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Outwitting Procrastination

Esther Kane,


H
ello Everyone!

I'm always reading things that I know are of interest to women, and coming up with different ideas on how to love and celebrate ourselves, and this way I can pass them on in a timely way. My hope is that these articles will give you hope, laughter, inspiration, support, and some good ideas to help you on your path to becoming all that you dream of being.


So I've given myself a head-start and am writin this article before procrastination has a chance to sneak in there and sabotage this new plan! I'm sure you can relate!

I've been thinking a lot lately about how we, as women, sabotage and undermine our best efforts to become all that we're capable of being. I think that one of the most powerful ways that we do a number on ourselves is by procrastinating. What exactly is procrastination and how do we use it to sabotage ourselves over and over again?

Well, let's start with a definition. I just did a websearch for the word "procrastination" and found the following definitions:

"To put off doing something, especially out of habitual carelessness or laziness. To postpone or delay needlessly."

I tend to agree with the first part (i.e., putting off doing something or postponing, etc.), but disagree with the second part (i.e., out of habitual carelessness or laziness). I've worked with enough women to know that the majority of us are neither habitually careless or lazy! My Goddess... I only wish I could be more careless and lazy! Don't you? I find that most of us are so busy trying to do so much and trying to do it all so well, that if we end up putting something off, it's usually because we're so burned out from everything else we're trying to do and we can't face that 'one last thing' on our ever-expanding "TO DO" list!

I think that we end up procrastinating many things in order to actually take care of ourselves. Unfortunately, however, I often see women putting off the exact things that would be the most beneficial to them (I'm guessing that you, too, have skipped your exercise class in order to sleep in for an extra hour). How can we learn to not put off those things that give us the most peace, relaxation, and sense of accomplishment? By putting them at the TOP of our list!

Here's something that I use and share with clients with great success. Write up your regular "to do" list for the coming day and include in it one major self-care activity (yes- ONE A DAY!). Examples can be: go to the gym, get a haircut, have a bubble bath, watch a funny movie, etc.).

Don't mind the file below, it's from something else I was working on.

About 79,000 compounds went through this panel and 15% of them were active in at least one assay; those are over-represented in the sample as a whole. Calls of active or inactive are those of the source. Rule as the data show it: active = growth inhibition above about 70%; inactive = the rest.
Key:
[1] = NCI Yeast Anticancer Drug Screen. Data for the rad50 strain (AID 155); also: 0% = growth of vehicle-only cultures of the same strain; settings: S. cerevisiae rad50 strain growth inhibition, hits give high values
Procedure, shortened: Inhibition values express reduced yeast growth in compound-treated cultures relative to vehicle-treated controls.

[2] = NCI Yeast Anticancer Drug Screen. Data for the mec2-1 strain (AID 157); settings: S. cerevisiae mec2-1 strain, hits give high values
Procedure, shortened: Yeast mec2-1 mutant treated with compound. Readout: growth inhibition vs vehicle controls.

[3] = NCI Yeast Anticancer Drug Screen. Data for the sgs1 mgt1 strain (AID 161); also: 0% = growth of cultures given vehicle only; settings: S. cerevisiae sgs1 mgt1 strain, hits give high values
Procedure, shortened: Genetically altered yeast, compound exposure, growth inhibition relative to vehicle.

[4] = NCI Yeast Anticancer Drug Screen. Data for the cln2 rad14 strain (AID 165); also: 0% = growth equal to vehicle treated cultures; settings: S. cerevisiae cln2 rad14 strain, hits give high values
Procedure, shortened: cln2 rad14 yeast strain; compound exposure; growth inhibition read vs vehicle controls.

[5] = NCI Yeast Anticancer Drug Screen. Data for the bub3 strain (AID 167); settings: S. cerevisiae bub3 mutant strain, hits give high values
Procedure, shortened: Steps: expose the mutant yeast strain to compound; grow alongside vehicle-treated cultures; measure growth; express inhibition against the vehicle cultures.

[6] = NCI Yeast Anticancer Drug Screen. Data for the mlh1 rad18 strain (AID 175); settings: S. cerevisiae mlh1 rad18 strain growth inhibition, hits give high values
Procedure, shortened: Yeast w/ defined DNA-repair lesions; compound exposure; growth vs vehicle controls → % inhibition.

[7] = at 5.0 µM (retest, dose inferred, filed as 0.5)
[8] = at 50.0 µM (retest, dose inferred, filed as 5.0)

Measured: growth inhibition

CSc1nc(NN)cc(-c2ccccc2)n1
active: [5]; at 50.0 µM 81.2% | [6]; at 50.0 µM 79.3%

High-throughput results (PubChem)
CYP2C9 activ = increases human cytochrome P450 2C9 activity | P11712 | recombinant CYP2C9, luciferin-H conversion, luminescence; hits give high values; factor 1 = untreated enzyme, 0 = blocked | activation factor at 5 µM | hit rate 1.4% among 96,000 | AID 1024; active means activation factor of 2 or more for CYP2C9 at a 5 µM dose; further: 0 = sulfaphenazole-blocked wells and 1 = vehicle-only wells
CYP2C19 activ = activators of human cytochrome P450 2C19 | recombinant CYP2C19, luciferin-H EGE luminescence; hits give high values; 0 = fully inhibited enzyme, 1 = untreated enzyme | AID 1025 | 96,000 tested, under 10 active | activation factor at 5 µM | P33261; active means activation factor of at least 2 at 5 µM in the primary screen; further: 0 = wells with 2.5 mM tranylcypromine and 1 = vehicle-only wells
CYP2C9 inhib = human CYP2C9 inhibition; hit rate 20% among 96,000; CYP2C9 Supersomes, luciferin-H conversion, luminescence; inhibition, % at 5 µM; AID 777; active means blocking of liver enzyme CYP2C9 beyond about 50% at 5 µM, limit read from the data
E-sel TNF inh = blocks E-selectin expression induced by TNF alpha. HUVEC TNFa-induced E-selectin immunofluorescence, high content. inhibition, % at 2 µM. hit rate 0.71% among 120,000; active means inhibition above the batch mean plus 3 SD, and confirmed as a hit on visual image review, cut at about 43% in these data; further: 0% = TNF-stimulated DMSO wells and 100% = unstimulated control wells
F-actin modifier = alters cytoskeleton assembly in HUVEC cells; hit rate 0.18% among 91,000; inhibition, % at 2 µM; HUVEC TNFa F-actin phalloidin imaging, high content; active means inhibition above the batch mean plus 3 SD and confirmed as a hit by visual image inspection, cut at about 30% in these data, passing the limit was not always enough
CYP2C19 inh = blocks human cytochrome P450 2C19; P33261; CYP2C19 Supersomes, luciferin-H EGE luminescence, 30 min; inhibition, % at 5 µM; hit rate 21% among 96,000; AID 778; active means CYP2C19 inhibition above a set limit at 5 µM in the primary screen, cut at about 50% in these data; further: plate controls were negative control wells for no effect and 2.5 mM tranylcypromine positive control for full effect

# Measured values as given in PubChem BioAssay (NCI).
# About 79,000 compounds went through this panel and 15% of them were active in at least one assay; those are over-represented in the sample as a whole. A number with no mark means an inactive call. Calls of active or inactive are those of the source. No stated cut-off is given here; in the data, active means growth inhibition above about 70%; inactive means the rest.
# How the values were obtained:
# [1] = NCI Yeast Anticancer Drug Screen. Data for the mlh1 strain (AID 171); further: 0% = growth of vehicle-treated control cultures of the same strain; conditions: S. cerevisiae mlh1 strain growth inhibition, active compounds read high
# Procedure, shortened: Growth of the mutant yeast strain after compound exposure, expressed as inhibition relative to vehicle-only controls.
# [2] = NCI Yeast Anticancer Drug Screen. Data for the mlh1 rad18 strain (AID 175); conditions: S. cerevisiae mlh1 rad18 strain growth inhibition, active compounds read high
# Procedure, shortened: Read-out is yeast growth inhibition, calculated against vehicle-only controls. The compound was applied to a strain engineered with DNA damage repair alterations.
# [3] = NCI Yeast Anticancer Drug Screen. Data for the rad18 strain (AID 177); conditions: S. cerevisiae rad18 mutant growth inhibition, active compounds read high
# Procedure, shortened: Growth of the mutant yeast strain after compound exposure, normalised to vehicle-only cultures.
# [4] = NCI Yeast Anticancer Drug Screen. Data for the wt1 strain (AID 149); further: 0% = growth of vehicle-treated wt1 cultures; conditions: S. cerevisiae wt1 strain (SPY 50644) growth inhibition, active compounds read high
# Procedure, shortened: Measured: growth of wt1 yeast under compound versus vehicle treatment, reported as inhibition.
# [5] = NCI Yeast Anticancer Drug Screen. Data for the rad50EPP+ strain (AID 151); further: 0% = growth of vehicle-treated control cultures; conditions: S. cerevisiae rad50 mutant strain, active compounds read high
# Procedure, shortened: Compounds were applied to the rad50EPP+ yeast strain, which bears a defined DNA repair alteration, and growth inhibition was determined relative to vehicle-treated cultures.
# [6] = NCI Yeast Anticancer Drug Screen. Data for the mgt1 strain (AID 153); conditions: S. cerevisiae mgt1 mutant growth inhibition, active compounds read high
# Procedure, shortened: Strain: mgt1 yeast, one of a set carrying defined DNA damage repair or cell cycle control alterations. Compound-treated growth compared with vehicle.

The possibilities are endless! Then prioritize the items, making sure that one self-care activity is one of your 'top three' priorities for the day. (I can hear you screaming, "I can't! I could never do that!" ) and blah, blah, blah. I'm choosing to ignore your protests and you should too. Just try it for one week and see if you don't feel a whole lot better...

Then you can try procrastinating stuff that really can wait (i.e., washing the car, reading over your insurance policies, etc.) and practise making yourself your priority! And yes, even women with children can do this successfully. In fact, kids benefit greatly by learning that mom also has a life and deserves good things (it's called "modelling behavior" and it's definitely something you want to teach your kids). Were we taught self-care growing up? Not many of us were for sure... Why not teach your kids by modelling self-care behavior? They'll thank you later!

And lastly, when you stop procrastinating, YOU; you're not being "selfish": everyone around you benefits when you're happy, healthy, and calm.

What are you going to do for yourself today?

I've gotta go- my meditation cushion is waiting!

Peace, Esther




Esther Kane, MSW, RCC relocated to the Comox Valley over two years ago from Vancouver. She is in full-time private practise as a psychotherapist in Courtenay. Esther has over a decade of experience counselling women and their loved ones with a multitude of presenting problems. Her main focus is helping women to become free of barriers which keep them stuck so that they can become all that they dream of being. To book a session or to set up a free 15-minute phone consultation, call Esther at 250.338.1800. Or e-mail her at: esther@estherkane.com. You can check out her detailed website at: www.estherkane.com




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Esther Kane
Registered Clinical Counsellor Therapy for Women & Families







  






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